News for May 17, 2010
Pasteurized Milk: Beware of the Deadly Issues, Part I
The effort to sanitize food to death, literally, is most obvious in the war on organic, raw unpasteurized milk. This war is peaking again. Instead of outright unnecessarily brutal raids on small dairy farmers, the FDA has recruited state health officials to ramp up legal requirements that don't make anything healthier; they just make it impossible for small dairy farmers to survive. Pasteurized milk is traced to many poor health conditions. Got milk?
[ READ MORE (Natural News) ]
Groups urge veto of Wisconsin raw milk bill
Cheesemakers, doctors, veterinarians and other opponents of legalizing raw milk sales in Wisconsin urged Gov. Jim Doyle on Friday to veto the bill, citing safety risks.
Doyle last month indicated he was likely to sign it into law, but this week began to back off those statements after being barraged with opposition to the plan. Doyle now says he needs more time to study the issue and he hasn't decided what to do.
[ READ MORE (San Francisco Chronicle)]
Dem Congress just getting warmed up
S.510, the Food Safety and Modernization Act of 2010, requires federal definition of "food," federal certification of "food" before it can be sold (even from a farmers' market), federal licensing of food growers (formerly known as farmers), processors and sellers – all in the name of "food safety," of course, and funded by a new food tax (VAT tax?), of course.
It looks like a couple of outbreaks of salmonella in eggs or peanut butter (even when no one died) is enough of a "crisis" to advance the agenda of total federal takeover of the largely free-market, American food-producing cornucopia. Three generations ago, 40 percent of Americans worked on the farm. Today, 2 percent do, and they produce more food of higher quality for more people at a lower price than their ancestors did. Democrats believe it's time to step in and stop the success.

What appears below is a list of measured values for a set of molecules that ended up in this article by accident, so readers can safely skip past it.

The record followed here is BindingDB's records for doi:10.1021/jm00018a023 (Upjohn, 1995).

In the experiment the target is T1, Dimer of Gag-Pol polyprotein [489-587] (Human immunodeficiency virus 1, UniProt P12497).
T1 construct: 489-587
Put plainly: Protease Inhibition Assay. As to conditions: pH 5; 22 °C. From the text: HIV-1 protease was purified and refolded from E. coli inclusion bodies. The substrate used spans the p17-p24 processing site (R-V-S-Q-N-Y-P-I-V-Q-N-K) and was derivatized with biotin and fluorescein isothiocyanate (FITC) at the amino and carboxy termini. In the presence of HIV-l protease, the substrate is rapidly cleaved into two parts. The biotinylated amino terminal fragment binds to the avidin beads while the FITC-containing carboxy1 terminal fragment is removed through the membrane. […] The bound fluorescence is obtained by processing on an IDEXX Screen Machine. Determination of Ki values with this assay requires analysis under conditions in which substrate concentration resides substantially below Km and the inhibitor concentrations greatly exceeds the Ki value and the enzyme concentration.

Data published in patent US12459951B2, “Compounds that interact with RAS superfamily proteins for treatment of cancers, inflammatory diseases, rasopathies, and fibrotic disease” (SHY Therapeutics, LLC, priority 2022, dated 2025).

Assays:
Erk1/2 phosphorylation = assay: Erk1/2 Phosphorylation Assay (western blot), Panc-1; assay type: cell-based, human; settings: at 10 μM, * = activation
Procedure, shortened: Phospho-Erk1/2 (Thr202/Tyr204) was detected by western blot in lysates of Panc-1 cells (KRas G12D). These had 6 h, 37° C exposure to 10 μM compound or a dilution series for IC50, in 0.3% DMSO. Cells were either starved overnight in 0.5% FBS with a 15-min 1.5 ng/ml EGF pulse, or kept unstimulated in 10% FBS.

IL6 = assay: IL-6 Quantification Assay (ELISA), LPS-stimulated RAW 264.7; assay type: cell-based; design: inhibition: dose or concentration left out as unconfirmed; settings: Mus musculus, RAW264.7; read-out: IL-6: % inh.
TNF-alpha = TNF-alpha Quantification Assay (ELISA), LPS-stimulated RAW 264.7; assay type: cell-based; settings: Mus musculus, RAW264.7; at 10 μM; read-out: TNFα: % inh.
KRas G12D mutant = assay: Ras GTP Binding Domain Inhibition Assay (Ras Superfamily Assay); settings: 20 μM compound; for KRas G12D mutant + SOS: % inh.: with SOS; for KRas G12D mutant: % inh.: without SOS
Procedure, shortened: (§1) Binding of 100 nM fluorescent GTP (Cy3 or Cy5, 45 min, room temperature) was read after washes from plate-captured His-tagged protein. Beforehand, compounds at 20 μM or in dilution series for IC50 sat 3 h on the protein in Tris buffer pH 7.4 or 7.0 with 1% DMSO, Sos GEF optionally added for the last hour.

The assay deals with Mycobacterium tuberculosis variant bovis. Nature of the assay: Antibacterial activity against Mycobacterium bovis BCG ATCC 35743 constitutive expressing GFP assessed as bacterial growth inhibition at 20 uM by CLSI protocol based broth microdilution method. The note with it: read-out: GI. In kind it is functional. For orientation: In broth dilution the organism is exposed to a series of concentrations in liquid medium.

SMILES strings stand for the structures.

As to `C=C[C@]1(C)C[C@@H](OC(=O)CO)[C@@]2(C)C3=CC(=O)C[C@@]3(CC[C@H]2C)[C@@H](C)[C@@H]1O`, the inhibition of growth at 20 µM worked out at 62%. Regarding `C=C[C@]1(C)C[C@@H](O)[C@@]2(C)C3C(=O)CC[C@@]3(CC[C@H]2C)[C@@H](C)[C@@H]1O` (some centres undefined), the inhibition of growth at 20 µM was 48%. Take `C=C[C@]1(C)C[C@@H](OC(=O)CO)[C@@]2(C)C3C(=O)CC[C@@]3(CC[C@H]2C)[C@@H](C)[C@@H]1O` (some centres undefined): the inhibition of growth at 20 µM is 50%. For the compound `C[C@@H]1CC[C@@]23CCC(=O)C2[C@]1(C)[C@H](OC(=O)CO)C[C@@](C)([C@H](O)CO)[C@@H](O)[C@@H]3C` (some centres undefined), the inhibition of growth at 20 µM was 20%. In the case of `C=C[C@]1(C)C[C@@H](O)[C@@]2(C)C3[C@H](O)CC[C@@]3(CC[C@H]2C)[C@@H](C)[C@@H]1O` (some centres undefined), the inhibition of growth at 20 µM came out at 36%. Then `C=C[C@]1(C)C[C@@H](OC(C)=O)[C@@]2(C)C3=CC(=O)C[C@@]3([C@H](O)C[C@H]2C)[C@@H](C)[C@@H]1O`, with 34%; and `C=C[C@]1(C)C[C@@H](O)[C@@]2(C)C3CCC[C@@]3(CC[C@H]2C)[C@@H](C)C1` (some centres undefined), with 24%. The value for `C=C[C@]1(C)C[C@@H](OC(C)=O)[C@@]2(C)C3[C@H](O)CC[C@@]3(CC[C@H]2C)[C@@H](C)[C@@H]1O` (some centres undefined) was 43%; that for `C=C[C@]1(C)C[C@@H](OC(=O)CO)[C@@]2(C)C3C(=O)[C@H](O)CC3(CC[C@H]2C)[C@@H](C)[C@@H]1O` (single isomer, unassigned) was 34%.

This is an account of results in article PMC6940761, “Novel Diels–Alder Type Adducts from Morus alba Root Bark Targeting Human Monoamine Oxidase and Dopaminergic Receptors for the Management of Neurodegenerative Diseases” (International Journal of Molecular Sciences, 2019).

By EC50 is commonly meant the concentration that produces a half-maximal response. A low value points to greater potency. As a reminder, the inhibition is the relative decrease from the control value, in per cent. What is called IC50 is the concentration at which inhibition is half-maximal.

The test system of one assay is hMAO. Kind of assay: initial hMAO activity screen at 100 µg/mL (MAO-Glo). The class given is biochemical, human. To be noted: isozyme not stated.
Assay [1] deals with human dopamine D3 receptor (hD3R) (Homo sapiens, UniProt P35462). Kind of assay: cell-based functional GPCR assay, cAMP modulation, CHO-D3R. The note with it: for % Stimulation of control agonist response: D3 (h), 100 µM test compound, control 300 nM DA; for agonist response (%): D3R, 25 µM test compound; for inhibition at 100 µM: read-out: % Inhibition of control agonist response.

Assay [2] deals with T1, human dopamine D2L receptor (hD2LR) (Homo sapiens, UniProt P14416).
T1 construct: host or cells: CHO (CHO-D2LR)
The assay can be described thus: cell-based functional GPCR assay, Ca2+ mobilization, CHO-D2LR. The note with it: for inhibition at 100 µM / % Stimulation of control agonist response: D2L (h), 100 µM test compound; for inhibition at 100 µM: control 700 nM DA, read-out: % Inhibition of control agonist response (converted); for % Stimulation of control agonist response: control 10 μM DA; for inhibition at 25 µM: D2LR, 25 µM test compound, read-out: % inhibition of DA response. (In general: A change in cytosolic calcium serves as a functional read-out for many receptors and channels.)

[ READ MORE (World Net Daily)]
Food labeling at Oregon farmer's markets depends on where it's eaten
Farmers and others selling raw products, such as produce or packaged goods to be used at customers' homes, are licensed by the state's Food Safety Division, said its administrator Vance Bybee. Those vendors must clearly identify what's in their products, he said.
However, if a vendor is a restaurant and selling goods intended to be eaten immediately at the farmer's market, it would be licensed by the Multnomah County's Health Division. That agency, which already holds its license holders to particular standards and investigates those establishments, doesn't require food labels, Bybee said.
[ READ MORE (The Oregonian)]
The Case for Sustainable Meat
The consumption of meat has come under increasing scrutiny for a variety of ecological reasons, from resource efficiency to water pollution to climate change. Livestock, particularly ruminant animals, like cattle and sheep, play a critical role in all of these current global problems. Managed improperly, as we’ve seen, they are a big part of the problem; but stewarded properly, they can also be a part of the solution.